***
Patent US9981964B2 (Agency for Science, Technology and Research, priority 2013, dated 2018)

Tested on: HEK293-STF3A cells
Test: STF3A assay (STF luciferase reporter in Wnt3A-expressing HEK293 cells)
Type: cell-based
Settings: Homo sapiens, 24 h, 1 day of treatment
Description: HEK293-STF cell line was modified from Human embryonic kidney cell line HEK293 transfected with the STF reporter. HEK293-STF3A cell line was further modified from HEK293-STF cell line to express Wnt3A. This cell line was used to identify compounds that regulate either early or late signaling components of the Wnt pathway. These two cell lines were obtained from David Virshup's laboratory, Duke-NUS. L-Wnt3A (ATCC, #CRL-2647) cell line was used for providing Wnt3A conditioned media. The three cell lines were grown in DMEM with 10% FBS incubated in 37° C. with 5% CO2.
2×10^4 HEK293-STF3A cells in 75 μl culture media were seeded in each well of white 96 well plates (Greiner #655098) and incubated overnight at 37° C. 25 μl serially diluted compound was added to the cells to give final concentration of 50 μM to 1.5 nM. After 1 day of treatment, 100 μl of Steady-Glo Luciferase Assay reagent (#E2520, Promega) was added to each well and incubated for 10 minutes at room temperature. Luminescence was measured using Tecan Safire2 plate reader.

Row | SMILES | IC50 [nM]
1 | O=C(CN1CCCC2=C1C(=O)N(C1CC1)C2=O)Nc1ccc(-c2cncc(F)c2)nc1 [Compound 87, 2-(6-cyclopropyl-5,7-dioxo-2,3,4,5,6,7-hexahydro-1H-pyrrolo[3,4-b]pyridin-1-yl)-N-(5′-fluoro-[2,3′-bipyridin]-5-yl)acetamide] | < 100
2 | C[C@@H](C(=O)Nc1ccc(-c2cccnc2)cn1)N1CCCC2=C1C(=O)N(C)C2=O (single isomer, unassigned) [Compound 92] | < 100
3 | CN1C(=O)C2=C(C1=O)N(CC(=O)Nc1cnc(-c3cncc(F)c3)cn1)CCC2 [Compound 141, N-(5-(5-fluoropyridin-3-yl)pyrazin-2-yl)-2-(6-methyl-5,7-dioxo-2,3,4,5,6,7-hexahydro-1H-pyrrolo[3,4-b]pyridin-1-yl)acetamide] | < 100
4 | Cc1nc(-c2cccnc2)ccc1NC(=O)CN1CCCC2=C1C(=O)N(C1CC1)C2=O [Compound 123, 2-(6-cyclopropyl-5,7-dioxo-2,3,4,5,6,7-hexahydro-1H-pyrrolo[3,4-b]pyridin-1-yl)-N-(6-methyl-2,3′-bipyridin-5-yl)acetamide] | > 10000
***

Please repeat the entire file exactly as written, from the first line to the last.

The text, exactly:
Patent US9981964B2 (Agency for Science, Technology and Research, priority 2013, dated 2018)

Tested on: HEK293-STF3A cells
Test: STF3A assay (STF luciferase reporter in Wnt3A-expressing HEK293 cells)
Type: cell-based
Settings: Homo sapiens, 24 h, 1 day of treatment
Description: HEK293-STF cell line was modified from Human embryonic kidney cell line HEK293 transfected with the STF reporter. HEK293-STF3A cell line was further modified from HEK293-STF cell line to express Wnt3A. This cell line was used to identify compounds that regulate either early or late signaling components of the Wnt pathway. These two cell lines were obtained from David Virshup's laboratory, Duke-NUS. L-Wnt3A (ATCC, #CRL-2647) cell line was used for providing Wnt3A conditioned media. The three cell lines were grown in DMEM with 10% FBS incubated in 37° C. with 5% CO2.
2×10^4 HEK293-STF3A cells in 75 μl culture media were seeded in each well of white 96 well plates (Greiner #655098) and incubated overnight at 37° C. 25 μl serially diluted compound was added to the cells to give final concentration of 50 μM to 1.5 nM. After 1 day of treatment, 100 μl of Steady-Glo Luciferase Assay reagent (#E2520, Promega) was added to each well and incubated for 10 minutes at room temperature. Luminescence was measured using Tecan Safire2 plate reader.

Row | SMILES | IC50 [nM]
1 | O=C(CN1CCCC2=C1C(=O)N(C1CC1)C2=O)Nc1ccc(-c2cncc(F)c2)nc1 [Compound 87, 2-(6-cyclopropyl-5,7-dioxo-2,3,4,5,6,7-hexahydro-1H-pyrrolo[3,4-b]pyridin-1-yl)-N-(5′-fluoro-[2,3′-bipyridin]-5-yl)acetamide] | < 100
2 | C[C@@H](C(=O)Nc1ccc(-c2cccnc2)cn1)N1CCCC2=C1C(=O)N(C)C2=O (single isomer, unassigned) [Compound 92] | < 100
3 | CN1C(=O)C2=C(C1=O)N(CC(=O)Nc1cnc(-c3cncc(F)c3)cn1)CCC2 [Compound 141, N-(5-(5-fluoropyridin-3-yl)pyrazin-2-yl)-2-(6-methyl-5,7-dioxo-2,3,4,5,6,7-hexahydro-1H-pyrrolo[3,4-b]pyridin-1-yl)acetamide] | < 100
4 | Cc1nc(-c2cccnc2)ccc1NC(=O)CN1CCCC2=C1C(=O)N(C1CC1)C2=O [Compound 123, 2-(6-cyclopropyl-5,7-dioxo-2,3,4,5,6,7-hexahydro-1H-pyrrolo[3,4-b]pyridin-1-yl)-N-(6-methyl-2,3′-bipyridin-5-yl)acetamide] | > 10000